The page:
What could possibly go wrong?

End best logic train ever by soon-to-be college freshman.

Was there enough sarcasm? I don’t know if there was. But no, things didn’t go well. Algebra was fine; I was fairly good at it, so I didn’t struggle much (not to mention I’d taken it in both middle and high school; still don’t know why I was required to take it). English was okay, too, but I was pretty intimidated when the professor wanted me to read half of an entire book before the next class (oh, 18-year old me; just wait until you transfer schools and switch your major to Literature). And the college success seminar was useful, but ridiculously easy.

Interior design was more challenging; it wasn’t an intro course like I had thought, so I always felt behind the rest of the students. There was more work in that class, too. There were a lot of tools to get used to. I had to practice sketching rooms quickly for future clients (this in particular let me know I wasn’t in the right place). I had to become familiar with a lot of furniture and time period designs. It was intimidating, but my professor was very sympathetic and helped me out. Maybe I shouldn’t have been in the class, but it still counted towards my degree requirements, so I stayed.

However, art was the worst. Let’s run down the list:

Early class. Check.

Pretentious, unhelpful, critical professor. Check.

Expensive required materials. Check.

Time-consuming homework. Check.

Intro to art represented everything a shitty college course had. And it was intro.

My first major lesson was the difference between high school and college art. High school art classes, at least in my school, consisted of two types of students: the art kids and the kids who wanted a free period. The kids who wanted to get better at art could get help or advice from the teacher, and the others passed as long as they were working on something. The art room was practically divided between aspiring artists and people that doodled or played with the art supplies while talking all period.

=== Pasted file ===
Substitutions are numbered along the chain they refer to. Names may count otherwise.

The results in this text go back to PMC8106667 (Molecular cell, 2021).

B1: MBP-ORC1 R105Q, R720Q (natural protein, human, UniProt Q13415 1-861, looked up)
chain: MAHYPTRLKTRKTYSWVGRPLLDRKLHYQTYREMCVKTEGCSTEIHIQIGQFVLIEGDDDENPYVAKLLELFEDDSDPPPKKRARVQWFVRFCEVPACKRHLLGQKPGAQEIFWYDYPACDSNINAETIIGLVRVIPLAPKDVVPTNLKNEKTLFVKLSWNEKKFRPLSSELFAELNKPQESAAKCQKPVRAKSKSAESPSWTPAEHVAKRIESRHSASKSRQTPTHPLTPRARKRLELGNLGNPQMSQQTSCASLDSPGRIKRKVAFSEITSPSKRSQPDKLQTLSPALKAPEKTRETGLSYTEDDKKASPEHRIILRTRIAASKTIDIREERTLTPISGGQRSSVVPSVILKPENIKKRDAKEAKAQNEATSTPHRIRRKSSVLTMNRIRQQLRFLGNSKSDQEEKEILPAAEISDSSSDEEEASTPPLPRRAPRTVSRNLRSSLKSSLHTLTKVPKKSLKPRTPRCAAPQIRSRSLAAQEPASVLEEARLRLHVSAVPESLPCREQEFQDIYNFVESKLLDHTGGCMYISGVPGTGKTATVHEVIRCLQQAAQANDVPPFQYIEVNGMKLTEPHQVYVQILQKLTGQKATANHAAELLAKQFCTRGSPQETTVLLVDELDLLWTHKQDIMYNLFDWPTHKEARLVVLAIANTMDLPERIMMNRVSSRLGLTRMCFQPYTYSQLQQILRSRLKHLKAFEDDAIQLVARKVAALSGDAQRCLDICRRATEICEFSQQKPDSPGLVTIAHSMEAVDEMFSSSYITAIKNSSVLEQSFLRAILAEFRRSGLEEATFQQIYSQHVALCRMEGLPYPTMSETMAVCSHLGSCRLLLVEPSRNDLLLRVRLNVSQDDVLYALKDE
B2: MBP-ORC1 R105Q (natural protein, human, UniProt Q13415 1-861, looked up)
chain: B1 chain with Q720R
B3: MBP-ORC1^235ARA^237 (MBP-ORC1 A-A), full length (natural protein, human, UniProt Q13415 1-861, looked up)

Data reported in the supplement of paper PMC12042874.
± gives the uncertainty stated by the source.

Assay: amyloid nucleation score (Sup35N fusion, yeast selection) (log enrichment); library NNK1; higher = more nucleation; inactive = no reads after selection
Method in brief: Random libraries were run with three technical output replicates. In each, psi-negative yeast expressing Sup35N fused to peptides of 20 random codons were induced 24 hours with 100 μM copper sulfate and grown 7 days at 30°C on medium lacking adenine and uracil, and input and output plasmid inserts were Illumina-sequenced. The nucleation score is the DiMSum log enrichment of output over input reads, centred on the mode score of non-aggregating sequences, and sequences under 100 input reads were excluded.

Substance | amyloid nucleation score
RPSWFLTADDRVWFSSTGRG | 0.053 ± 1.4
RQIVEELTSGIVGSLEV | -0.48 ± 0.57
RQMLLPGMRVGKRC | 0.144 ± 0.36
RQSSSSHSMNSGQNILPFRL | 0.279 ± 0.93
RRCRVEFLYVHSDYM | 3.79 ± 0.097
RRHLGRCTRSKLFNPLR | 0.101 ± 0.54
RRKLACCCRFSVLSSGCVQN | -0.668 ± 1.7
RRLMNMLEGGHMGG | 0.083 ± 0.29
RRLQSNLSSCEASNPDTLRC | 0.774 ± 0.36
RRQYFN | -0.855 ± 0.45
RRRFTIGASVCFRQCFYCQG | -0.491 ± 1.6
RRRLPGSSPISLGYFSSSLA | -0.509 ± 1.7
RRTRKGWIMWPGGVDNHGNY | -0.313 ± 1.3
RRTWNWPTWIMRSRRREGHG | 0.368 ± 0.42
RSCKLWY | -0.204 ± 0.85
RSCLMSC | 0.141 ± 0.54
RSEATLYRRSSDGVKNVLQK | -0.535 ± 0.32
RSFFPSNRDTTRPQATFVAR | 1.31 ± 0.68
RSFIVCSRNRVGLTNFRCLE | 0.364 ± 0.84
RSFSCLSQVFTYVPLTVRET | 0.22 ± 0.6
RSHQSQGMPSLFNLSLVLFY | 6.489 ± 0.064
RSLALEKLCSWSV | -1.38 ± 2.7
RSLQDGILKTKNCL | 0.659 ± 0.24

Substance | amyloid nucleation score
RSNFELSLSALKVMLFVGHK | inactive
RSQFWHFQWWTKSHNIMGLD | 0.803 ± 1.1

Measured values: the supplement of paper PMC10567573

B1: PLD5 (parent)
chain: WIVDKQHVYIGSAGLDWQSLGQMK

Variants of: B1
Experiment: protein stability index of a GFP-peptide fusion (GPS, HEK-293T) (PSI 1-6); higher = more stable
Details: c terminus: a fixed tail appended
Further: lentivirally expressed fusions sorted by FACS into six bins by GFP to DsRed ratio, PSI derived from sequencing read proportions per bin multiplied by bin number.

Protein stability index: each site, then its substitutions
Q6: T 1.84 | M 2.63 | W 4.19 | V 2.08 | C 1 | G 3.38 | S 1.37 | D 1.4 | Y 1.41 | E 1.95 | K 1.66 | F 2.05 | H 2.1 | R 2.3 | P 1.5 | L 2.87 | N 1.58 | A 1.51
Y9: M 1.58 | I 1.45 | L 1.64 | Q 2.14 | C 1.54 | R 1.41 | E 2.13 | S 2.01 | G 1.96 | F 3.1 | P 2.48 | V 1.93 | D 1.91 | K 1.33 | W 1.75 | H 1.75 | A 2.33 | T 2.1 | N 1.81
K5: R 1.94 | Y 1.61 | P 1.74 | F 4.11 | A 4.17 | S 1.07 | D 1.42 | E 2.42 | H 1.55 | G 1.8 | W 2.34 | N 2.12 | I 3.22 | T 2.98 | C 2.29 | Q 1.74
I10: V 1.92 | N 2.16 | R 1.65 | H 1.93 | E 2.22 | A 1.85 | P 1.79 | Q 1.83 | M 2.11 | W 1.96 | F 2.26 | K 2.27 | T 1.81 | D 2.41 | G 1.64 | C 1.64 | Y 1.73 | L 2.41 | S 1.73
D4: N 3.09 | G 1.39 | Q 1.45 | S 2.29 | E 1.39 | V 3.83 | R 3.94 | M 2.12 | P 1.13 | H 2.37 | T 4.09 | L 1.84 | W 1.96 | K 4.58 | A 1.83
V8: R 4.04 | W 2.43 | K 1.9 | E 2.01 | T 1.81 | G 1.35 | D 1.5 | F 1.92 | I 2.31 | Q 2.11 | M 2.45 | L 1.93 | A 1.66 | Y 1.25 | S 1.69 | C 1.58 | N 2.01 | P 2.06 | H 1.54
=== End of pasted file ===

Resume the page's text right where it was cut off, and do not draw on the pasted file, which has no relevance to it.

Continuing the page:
My community college art course consisted of critically analyzing our homework for the first hour, being taught a new technique for a half hour, being lectured about my professor’s life as an artist for another half hour, and drawing still-life for the next hour while he walked around the room, getting frustrated because we couldn’t draw as well as he’d like.

Damn our limited, fresh-out-of-high-school abilities. How dare we waste his fucking valuable time?

My art professor was the type of instructor who was mad he wasn’t teaching at a high-ranking institution like Pratt, but instead at some lowly community college. He was the kind of professor that arrived an hour early to an 8 am class so he could tell tardy students that he was able to wake up and make it to class an hour early, so there was no excuse for them to be late. He was the type of guy who would encourage questions about how to improve your work, but when you asked, he kept implying you were being lazy and needed to put more time into it.